Orange is the new black as it concerns a public-art installation ready to be installed temporarily under the Burrard Bridge on August 1.
Architect Matthew Soules told the Straight he's preparing to unveil his collaboration with artist and architectural designer Rebecca Bayer that day: 10 pieces of fabric stretched between the concrete structure of the structure, right above the seawall pathway.
"We approached the city and got permission to do it...and we raised the money," Soules told the Straight.
City Fabric is curated by Brian McBay of 221A Artist Run Centre, presented with partner the Burrard Arts Foundation, and supported by the City of Vancouver.
Soules, who will also unveil a massive balloon structure called Intense the Heat at the Harmony Festival the day before, described the huge fabrics as orange and translucent, stretching 800 lineal feet.
The fabric also happens to carry a dual connotation.
As the 221A site explains: "The installation is made up of construction safety netting, a material designed for temporary use that has become iconic in Vancouver—a city that since the 1980s has been under intensive real estate speculation and development. Typically used to protect passersby from construction hazards, ten sections of the netting (amounting to 800 lineal feet) have been stretched between the concrete piers of the Burrard Street Bridge. City Fabric cherishes the temporary permanence of construction debris netting; beautiful, impoverished for its utilitarian use, yet profoundly normal."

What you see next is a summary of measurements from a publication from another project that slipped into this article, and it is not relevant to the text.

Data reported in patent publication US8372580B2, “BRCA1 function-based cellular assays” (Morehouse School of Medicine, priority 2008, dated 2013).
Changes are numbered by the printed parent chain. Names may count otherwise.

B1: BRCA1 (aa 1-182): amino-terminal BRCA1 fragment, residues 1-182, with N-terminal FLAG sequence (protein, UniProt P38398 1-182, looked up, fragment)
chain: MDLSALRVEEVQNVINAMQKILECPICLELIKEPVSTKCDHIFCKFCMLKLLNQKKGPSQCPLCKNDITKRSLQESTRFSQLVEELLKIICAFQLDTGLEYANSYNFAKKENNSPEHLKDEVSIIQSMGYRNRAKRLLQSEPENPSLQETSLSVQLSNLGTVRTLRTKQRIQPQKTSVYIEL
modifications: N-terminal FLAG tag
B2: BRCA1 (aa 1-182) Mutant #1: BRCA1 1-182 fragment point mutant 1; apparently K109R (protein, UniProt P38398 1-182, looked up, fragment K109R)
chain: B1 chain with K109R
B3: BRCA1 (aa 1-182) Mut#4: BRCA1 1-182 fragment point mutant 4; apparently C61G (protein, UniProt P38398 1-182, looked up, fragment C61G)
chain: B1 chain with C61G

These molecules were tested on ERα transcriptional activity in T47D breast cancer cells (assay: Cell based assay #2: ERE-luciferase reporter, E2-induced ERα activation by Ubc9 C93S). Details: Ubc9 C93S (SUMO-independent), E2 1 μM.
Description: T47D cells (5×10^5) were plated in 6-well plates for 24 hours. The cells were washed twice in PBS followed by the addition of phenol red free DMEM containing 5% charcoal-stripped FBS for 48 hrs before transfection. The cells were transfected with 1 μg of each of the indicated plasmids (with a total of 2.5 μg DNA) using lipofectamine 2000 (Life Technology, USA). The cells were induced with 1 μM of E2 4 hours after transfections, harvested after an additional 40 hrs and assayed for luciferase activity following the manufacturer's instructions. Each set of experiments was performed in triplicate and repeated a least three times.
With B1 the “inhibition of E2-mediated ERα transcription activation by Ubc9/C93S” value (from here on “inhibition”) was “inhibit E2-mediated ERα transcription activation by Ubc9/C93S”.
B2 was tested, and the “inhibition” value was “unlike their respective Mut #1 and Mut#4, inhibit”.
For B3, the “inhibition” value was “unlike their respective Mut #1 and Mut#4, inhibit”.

Artist Bayer's website describes the temporary public-art installation this way: "This project celebrates the intersection of these two vital components of Vancouver’s public infrastructure, and asks questions about the potentials of existing urban spaces like these."
The public art piece looks reminiscent of American artist Janet Eckelman's billowing sculptural installations in urban spaces, or perhaps Christo and Jean-Claude's wrapping of the Reichstag Museum in Berlin.
And presumably it will be a little less controversial than planning and building that's going on on top of the bridge—that is if the historical span ends up looking good dressed in orange.